Disordered Eating and Body Image in the Fitness Industry
As a personal trainer and fitness coach, I fancy myself a peddler of good health -- but many who are in the industry or immersed in the fitness world are plagued by disordered eating habits and poor body image. In truth, the fitness industry is fraught with side effects and unintended consequences. Many of us use social media as a way to advertise our services. But as we label the photos we post of our abs as "fitness inspiration," many of us are willfully ignoring the fact that photos like these often make women feel worse, not better, and are perhaps contributing to body dissatisfaction and diminished self-esteem. Furthermore, in our efforts to help clients reach their fitness goals, we often find ourselves giving nutrition advice, which is outside of our scope of practice. It's important for us to keep in mind the complicated dynamics that go along with food -- and it's imperative that we don't instill our clients and followers with patterns of disordered eating and body image.
Social Media and Body Image
Until recently, I didn't have social media accounts dedicated to my business. Social media is home to fitness-related content of varying quality; I was wary of fitness influencers who posted revealing pictures of themselves without much quality information. This type of content didn't bother me because of the partial nudity -- I myself spend most days at the gym in nothing but a sports bra and booty shorts. It bothered me because I was concerned that women scroll past these images, see hyper-lean men and women, and begin to believe that these body types are representative of health and happiness. The fitness domain of social media is oversaturated with very lean men and women, and I didn't want to be part of it. But I have a chronic illness called Behcet's Disease, which was threatening my livelihood; it became clear that I needed to find a way to grow my online coaching business and make money from home. And whether I like it or not, a lean physique attracts clients. But now I have to wonder -- am I helping people to lead healthier lifestyles? Or am I contributing to the rise of disordered eating and body image?
Healthy Diet or Disordered Eating
So I post these pictures of me in my sports bras. I try to provide useful content in the captions. I'm a graduate student of physiology, so I review relevant literature and discuss my health struggles. But still, most of my clients come to me with the same goals: they want to lose weight and they want to get lean. I'm happy to help. The relationships that I form with clients are bonds that I'm proud and grateful to have in my life. I have had several clients who have had long struggles with weight loss; I'm happy to help them find sustainable solutions. The problem is that nutrition is a bigger piece of this solution than many of us would like to believe. So I refer them to registered dietitians. But many coaches don't refer, they advise. And establishing healthy eating habits is a balancing act -- the hope is to instill moderation without instilling disordered eating or poor body image. And things can teeter into the latter territory more easily than we would like. I know I'm the last person who should offer nutrition advice -- my Behcet's Disease means that I cannot eat without pain, and a meal can sometimes even induce stomach ulceration and bleeding. Because of this, I have my own disordered eating habits. Food is an adversary that I often avoid to my detriment.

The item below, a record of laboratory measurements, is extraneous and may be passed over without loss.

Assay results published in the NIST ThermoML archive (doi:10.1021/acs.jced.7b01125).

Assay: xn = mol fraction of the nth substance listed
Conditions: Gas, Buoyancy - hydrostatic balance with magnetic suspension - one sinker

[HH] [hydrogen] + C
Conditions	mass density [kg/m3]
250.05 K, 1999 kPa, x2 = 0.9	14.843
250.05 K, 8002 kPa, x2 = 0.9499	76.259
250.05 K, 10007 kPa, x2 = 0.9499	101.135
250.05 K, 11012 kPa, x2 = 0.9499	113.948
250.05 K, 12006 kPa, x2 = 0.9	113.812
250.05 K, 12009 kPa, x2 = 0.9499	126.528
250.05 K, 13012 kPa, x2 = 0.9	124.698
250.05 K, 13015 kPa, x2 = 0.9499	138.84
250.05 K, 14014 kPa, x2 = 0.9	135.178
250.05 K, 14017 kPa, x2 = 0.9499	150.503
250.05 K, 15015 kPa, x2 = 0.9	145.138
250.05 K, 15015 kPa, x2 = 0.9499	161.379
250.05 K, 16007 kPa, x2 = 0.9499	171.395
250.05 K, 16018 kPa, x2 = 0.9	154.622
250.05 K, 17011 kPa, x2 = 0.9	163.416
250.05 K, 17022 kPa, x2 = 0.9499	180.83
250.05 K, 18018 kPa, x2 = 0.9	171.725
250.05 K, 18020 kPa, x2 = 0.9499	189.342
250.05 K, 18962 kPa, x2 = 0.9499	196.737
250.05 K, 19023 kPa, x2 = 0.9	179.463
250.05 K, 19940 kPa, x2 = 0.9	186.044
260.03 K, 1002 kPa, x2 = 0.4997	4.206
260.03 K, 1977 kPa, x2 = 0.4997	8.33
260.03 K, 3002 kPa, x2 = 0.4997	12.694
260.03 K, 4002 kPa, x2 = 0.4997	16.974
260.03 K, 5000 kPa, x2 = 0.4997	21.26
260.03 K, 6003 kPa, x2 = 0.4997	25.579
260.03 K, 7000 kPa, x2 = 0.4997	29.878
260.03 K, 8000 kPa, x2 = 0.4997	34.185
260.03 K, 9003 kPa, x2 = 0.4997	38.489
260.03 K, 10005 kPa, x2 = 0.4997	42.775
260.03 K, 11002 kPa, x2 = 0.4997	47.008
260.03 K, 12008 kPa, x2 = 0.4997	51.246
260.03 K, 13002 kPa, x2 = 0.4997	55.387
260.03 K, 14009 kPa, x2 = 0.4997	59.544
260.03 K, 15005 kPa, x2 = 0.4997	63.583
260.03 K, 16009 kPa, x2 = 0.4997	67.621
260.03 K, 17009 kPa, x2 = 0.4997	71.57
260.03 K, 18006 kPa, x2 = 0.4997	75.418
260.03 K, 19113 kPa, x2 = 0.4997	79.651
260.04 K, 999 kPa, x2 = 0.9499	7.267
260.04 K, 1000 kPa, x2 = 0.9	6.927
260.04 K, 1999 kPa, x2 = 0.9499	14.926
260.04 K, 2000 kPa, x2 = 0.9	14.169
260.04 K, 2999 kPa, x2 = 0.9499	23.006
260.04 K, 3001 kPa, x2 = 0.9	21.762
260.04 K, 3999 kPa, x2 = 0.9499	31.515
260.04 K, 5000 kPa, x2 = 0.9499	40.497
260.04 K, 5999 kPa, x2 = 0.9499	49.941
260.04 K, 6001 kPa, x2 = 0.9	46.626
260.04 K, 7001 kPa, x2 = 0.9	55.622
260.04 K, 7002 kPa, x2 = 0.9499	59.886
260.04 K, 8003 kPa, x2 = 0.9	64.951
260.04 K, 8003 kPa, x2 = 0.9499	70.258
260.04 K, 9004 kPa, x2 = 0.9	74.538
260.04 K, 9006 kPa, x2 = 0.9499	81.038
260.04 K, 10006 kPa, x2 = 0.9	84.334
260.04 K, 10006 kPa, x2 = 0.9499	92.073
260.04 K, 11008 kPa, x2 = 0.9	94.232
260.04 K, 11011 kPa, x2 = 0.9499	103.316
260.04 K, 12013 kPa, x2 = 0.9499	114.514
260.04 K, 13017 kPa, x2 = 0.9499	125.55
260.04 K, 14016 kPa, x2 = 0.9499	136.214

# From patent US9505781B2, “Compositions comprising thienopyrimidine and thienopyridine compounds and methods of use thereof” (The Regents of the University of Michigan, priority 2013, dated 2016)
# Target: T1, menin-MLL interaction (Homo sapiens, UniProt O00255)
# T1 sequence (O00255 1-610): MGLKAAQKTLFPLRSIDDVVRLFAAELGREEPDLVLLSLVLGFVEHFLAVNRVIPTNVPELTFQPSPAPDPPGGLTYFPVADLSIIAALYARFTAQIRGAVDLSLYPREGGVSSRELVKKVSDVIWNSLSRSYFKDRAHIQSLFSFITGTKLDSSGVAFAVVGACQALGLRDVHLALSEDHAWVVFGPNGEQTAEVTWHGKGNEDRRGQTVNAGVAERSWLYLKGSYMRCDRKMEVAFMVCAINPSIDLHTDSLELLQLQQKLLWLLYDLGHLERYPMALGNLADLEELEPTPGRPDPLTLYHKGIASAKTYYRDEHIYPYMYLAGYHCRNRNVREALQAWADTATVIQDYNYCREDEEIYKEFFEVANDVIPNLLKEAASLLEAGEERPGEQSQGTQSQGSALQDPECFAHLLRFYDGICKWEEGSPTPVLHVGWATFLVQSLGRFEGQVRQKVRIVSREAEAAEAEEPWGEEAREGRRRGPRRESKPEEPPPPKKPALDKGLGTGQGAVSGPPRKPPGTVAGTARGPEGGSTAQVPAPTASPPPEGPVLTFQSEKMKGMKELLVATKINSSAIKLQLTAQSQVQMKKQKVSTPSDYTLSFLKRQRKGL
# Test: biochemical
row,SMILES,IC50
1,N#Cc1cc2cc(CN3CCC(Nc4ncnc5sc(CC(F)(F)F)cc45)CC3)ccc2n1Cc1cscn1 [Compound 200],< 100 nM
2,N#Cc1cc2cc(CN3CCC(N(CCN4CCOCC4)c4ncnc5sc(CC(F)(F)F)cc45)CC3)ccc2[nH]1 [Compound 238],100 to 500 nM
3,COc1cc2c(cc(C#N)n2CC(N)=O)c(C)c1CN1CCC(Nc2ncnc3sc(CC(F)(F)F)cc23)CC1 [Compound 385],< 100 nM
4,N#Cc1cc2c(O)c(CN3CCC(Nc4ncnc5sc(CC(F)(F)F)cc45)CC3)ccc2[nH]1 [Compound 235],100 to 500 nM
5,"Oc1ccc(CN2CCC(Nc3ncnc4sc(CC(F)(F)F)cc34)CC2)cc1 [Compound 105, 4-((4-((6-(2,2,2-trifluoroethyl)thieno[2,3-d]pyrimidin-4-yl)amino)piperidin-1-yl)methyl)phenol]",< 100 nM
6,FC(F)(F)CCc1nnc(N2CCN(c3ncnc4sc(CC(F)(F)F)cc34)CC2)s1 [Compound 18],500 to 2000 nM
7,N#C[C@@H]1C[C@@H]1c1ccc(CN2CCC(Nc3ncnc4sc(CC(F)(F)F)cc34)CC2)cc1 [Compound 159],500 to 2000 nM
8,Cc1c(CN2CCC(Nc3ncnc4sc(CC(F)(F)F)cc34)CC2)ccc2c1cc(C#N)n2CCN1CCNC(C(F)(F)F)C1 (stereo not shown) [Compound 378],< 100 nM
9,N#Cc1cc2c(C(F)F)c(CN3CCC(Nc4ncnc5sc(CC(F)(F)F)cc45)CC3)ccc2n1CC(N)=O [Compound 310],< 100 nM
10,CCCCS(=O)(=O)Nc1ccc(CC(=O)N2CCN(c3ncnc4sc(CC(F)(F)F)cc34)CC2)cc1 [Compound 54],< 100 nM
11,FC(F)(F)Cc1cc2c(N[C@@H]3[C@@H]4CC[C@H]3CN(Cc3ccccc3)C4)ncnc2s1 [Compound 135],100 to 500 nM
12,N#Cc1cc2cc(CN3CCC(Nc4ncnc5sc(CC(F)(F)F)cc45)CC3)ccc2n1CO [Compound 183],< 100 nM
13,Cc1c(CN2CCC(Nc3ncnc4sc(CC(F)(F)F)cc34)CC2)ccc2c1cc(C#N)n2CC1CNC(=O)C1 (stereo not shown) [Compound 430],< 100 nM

Instilling Healthy Habits Instead of Disorder
I knew I was walking a dangerous line when a client said to me, "at least you don't overeat, you always have abs." She was referring to my GI symptoms. She showed me that some women thought, at least in some ways, that it would be better to be chronically ill and lean than struggle with diet and unrealistic body standards the way so many women do. I believe it's my responsibility to continue nourishing my relationships with my clients while instilling habits that will make them healthier both physically and mentally. To forget the latter would be to the detriment of my clients, our relationships, and to the fitness community.
Card, M. (2019, December 31). Disordered Eating and Body Image in the Fitness Industry, HealthyPlace. Retrieved on 2020, September 30 from https://www.healthyplace.com/blogs/relationshipsandmentalillness/2019/12/disordered-eating-and-body-image-in-the-fitness-industry
Author: Miranda Card
Thank you for sharing this wonderfully honest and important account! Social media is something that many of us are involved in one way or another, some more than others. Body image and appearance are probably two of the most notable things that come up on social media, with the fitness segment being one of the largest. I think it's so important that you discuss the importance of nutrition but recognize that this is an area to refer others for. The point about being ill and lean versus being healthy is such an important one for us to take note of. Healthy and happy, or sick and appearing "healthy".
Thank you for reading! I'm glad that others are able to relate to this concern. I was nervous to post this experience because I know that many of my peers see it differently but I feel like it's an important topic that could use more discussion!